The Nature Of Memory Loss In Forgetfulness By Billy Collins

Decent Essays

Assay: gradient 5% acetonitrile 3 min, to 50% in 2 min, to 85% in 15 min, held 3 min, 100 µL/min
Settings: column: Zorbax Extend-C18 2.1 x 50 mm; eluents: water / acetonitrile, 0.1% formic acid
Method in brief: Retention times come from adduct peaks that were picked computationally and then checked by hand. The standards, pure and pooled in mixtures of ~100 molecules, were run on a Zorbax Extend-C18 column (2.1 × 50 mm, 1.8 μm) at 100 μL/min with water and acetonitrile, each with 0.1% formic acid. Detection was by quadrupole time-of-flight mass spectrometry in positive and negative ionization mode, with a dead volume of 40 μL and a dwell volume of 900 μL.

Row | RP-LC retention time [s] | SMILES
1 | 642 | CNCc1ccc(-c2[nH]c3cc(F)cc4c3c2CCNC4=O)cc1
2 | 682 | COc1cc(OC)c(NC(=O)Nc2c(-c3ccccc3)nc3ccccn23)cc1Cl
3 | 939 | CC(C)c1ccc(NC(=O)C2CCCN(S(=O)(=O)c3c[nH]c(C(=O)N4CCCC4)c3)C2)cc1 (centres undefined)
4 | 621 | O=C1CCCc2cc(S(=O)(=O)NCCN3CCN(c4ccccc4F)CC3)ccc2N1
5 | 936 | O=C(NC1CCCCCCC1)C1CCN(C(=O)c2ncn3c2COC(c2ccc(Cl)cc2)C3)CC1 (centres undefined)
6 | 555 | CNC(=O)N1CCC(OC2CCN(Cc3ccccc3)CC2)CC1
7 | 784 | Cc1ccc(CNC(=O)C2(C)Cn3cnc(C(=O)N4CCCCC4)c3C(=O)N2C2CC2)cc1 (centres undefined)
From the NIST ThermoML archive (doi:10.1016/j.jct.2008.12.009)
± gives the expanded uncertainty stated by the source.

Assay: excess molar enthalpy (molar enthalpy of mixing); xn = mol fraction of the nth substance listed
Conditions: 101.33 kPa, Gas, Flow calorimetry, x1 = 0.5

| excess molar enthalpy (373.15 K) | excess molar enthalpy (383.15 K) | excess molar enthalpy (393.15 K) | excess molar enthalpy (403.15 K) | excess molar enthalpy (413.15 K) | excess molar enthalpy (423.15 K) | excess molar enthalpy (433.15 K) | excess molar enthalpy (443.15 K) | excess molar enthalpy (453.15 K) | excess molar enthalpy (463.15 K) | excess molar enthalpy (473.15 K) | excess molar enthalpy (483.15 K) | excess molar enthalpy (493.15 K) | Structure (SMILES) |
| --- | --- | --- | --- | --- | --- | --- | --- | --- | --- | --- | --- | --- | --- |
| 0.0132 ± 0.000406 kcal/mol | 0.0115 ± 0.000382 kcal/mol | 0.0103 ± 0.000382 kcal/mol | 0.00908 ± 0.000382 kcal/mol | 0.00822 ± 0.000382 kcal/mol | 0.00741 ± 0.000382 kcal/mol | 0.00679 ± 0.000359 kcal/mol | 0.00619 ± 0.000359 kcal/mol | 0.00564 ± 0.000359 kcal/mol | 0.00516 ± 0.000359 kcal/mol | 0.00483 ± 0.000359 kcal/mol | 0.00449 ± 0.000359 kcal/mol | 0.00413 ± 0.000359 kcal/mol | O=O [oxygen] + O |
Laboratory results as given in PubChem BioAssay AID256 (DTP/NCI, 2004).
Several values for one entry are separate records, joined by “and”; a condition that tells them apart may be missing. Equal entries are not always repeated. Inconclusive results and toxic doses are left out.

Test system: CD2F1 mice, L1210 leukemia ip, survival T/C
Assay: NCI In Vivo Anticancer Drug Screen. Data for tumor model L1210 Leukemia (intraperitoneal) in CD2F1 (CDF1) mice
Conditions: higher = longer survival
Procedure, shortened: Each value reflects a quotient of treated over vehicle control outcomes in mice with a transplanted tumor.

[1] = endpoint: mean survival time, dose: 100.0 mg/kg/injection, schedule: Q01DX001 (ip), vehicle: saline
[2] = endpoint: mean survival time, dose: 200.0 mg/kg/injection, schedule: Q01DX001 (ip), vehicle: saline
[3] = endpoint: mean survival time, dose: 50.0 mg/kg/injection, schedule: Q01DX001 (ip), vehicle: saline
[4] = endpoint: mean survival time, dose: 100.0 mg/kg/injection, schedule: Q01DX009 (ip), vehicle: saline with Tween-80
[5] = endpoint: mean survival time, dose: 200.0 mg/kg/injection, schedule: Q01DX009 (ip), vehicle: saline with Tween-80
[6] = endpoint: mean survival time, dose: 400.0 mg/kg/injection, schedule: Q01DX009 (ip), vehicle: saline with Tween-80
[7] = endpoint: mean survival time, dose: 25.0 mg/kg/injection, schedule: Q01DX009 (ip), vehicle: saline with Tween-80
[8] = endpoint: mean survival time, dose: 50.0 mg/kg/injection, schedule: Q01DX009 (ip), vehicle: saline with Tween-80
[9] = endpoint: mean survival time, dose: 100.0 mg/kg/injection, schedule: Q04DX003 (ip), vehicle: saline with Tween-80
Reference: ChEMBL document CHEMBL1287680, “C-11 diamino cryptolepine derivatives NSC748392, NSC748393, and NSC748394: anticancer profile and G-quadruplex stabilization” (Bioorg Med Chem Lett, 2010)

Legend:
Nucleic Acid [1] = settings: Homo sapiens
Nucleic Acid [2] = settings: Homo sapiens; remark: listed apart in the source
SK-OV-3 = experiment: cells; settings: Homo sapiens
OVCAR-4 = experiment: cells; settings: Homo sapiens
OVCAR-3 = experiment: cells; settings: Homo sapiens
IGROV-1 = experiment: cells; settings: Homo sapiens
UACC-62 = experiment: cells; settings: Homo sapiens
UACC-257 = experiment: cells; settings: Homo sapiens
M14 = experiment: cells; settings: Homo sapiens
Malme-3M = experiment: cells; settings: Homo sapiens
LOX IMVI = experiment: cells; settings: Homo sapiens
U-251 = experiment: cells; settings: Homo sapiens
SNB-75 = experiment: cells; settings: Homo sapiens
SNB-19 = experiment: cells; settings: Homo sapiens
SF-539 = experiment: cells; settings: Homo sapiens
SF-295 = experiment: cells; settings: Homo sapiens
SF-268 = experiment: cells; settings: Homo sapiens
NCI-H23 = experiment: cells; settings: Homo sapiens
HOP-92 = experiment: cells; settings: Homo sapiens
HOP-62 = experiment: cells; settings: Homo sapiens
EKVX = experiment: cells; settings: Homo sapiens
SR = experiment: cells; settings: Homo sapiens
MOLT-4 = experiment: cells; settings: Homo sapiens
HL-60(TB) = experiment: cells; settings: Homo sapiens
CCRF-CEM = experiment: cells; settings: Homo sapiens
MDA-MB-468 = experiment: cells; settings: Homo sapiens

Oscar Wilde famously stated “Memory is the diary that we all carry about with us.” What happens to that diary, however, when our memories are forgotten. Is our diary forgotten too? The poem, “Forgetfulness” by Billy Collins, describes in vivid detail the nature of forgetting experiences and knowledge acquired over a lifetime. It is clear that the speaker is suffering from some form of memory loss, and throughout the poem, he portrays the emotions and experiences that go hand in hand with forgetting these memories, experiences, and his personal diary. The speaker uses excessive hyperbole, somber imagery, and a nostalgic, reflective tone to convey the pain associated with memory loss. These devices illuminate how memory loss slowly breaks down and tears apart someone’s personal experiences and emotions, leaving them in a painful, desolate solitude. The use of excessive hyperbole points out the enormity of pain the speaker is feeling about losing his memories and experiences. The speaker of the poem explains how the “memories you used to harbor decide to retire to the southern hemisphere of the brain.” (6-7) The memories the speaker harbored over the years, did not literally “decide to retire to the southern hemisphere of the brain,” but the memories did disappear to an unknown land, in this case, the unknown land is the “southern hemisphere of the brain.” This exaggerated hyperbole expresses the magnitude of the pain the speaker is feeling, and brings this pain to the reader’s

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